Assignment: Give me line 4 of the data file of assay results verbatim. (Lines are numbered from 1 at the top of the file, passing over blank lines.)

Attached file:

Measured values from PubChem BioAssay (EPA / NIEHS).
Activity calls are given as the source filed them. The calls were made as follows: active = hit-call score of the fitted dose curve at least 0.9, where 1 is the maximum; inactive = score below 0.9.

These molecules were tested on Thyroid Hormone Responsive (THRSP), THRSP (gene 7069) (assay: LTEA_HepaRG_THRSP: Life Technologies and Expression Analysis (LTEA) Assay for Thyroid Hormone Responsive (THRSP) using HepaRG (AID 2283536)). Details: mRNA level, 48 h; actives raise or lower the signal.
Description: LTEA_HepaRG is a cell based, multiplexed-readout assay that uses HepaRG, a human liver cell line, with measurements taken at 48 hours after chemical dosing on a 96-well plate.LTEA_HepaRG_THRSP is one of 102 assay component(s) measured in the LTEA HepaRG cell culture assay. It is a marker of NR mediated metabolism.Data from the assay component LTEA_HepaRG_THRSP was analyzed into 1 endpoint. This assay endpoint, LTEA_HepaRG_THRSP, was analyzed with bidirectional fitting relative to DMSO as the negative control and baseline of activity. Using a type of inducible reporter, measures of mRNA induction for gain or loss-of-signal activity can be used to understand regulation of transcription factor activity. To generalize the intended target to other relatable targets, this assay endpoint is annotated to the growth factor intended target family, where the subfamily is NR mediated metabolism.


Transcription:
Description: LTEA_HepaRG is a cell based, multiplexed-readout assay that uses HepaRG, a human liver cell line, with measurements taken at 48 hours after chemical dosing on a 96-well plate.LTEA_HepaRG_THRSP is one of 102 assay component(s) measured in the LTEA HepaRG cell culture assay. It is a marker of NR mediated metabolism.Data from the assay component LTEA_HepaRG_THRSP was analyzed into 1 endpoint. This assay endpoint, LTEA_HepaRG_THRSP, was analyzed with bidirectional fitting relative to DMSO as the negative control and baseline of activity. Using a type of inducible reporter, measures of mRNA induction for gain or loss-of-signal activity can be used to understand regulation of transcription factor activity. To generalize the intended target to other relatable targets, this assay endpoint is annotated to the growth factor intended target family, where the subfamily is NR mediated metabolism.